Earlier this week, I was following a Twitter discussion about the unseemly length of many classical programs. Musicians and patrons seemed to agree that more concerts of an hour to 90 minutes would be ideal, especially when the evening includes several shorter pieces. The reasons were practical (easier to plan an evening out, with enough time for dinner afterwards, or just a lighter babysitting bill) as well as artistic (with fewer pieces to focus on, the audience can appreciate them in a meaningful way, or at least walk out remembering what they heard).
Friday night’s marathon Chamberfest concert at Dominion-Chalmers — repeated Saturday and sold out both nights — would have benefited from this advice. The King’s Singers and the Ottawa Choral Society performed 25 compositions in a program that lasted well over two and a half hours, factoring in opening speeches and contest announcements (the music started almost 20 minutes late) as well as a long intermission. It was an onslaught of seasonal sentiment that left you feeling like you had been force-fed too many Christmas cookies.
If the program had shown any originality, any attempt to reach beyond traditional white, male and mostly dead composers for inspiration, its inflated size might have been justified. When it comes to programming more works by women, composers of colour and other underrepresented creators, Christmas choral music offers an orchard’s worth of low-hanging fruit. Last year, the Choeur classique de l’Outaouais presented a fresh, utterly charming program of Christmas music from South America. So it was disheartening to see the lack of diversity in this weekend’s program: only one work out of 25 was by a woman, Coreen Duffy’s lively, restless setting of the Jewish hymn Adon olam. (Half-marks for the theme song from the Bette Midler film The Rose, written by Amanda McBroom, which the Choral Society presented in a mashup with the Praetorius hymn Lo, how a rose)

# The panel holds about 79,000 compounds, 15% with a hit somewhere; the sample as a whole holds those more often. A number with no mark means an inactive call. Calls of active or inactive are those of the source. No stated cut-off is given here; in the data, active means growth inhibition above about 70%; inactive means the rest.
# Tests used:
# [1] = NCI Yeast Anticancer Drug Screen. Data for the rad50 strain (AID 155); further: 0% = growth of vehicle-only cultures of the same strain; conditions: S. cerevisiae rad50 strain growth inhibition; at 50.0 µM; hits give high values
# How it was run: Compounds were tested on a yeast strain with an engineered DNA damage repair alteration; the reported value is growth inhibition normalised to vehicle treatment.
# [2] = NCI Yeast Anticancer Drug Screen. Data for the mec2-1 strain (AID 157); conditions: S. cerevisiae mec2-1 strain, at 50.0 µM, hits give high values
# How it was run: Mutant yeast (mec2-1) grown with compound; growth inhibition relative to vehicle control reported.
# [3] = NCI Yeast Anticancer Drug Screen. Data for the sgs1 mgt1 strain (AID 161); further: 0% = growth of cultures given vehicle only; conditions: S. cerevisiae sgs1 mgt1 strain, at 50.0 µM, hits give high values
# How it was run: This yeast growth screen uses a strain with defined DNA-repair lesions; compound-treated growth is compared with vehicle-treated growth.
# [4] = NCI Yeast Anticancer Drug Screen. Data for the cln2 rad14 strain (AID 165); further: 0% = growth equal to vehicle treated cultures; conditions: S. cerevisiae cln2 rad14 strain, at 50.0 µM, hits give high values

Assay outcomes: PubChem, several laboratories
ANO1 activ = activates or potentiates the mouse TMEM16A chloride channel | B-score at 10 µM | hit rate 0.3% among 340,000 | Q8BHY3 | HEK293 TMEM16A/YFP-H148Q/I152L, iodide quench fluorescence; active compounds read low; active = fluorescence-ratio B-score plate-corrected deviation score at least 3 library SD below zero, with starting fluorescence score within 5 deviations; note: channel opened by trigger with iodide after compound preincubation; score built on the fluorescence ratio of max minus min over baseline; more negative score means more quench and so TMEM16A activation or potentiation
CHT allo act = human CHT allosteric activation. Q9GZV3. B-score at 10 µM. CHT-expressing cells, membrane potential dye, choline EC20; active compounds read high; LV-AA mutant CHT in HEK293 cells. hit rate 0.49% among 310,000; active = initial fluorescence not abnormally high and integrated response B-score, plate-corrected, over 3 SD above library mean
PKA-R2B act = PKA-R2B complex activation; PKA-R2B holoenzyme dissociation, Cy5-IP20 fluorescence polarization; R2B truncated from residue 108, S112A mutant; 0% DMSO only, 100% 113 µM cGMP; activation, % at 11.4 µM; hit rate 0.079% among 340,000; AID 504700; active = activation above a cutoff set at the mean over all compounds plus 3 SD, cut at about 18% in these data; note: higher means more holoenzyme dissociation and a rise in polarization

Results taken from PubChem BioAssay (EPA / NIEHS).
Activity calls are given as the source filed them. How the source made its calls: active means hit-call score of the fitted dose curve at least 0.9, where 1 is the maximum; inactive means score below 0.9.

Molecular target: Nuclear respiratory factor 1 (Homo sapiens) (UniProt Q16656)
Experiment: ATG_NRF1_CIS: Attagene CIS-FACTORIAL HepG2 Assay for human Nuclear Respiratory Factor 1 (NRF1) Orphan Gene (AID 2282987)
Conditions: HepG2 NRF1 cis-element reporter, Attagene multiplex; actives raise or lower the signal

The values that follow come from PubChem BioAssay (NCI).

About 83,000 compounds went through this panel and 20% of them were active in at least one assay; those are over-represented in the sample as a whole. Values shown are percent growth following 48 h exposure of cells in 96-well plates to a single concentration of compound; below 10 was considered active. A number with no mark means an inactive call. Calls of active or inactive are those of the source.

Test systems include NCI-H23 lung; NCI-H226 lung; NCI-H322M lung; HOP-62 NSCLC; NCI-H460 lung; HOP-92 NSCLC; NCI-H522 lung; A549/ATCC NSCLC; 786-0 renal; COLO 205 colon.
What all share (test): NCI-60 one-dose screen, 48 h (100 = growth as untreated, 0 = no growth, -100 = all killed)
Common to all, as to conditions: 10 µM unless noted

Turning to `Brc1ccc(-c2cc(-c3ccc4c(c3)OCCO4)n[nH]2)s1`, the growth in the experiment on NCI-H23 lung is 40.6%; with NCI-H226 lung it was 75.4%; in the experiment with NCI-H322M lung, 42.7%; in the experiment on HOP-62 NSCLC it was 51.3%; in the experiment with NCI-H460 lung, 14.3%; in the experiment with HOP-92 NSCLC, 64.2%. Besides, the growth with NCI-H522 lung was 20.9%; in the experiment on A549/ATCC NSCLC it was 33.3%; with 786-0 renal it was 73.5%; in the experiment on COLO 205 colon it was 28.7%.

These long, jukebox programs can turn into a forgettable blur, but a few gems stood out. The aforementioned Duffy, crisply sung by the Choral Society under their amply talented conductor Jean-Sébastien Vallée; the Kings’ delicately shaded, reverential performance of the motet Ave Virgo sponsa dei by the 16th-century Netherlandish composer Adrian Willaert. But the British sextet’s rendition of Arvo Pärt’s Bogoroditse Djevo was a little too jocular, while their French pronunciation was surprisingly careless (as any well-schooled francophone chorister will tell you, there’s no “w” in Noël).
The second half of the evening had a more pops flavour, with the the Kings switching to tight jazz harmonies for a crowd-pleasing medley of Christmas songs. Two rousing choral works by former King’s Singer Bob Chilcott, performed jointly by both groups, should have ended the concert. Instead, presenters couldn’t resist tacking on a carol singalong. (Matthew Larkin, who provided piano accompaniment, deserves praise as much for his stamina as for his excellent, relaxed playing).
The concert’s unwieldy length was compounded by the venue’s lack of basic physical comforts. After the two-hour mark, DC’s pews felt even harder than usual, while inadequate ventilation meant the audience had to endure sauna-like temperatures along with the pervasive smell of hundreds of damp coats. Let’s hope the church’s winter HVAC system is next on the renovations list.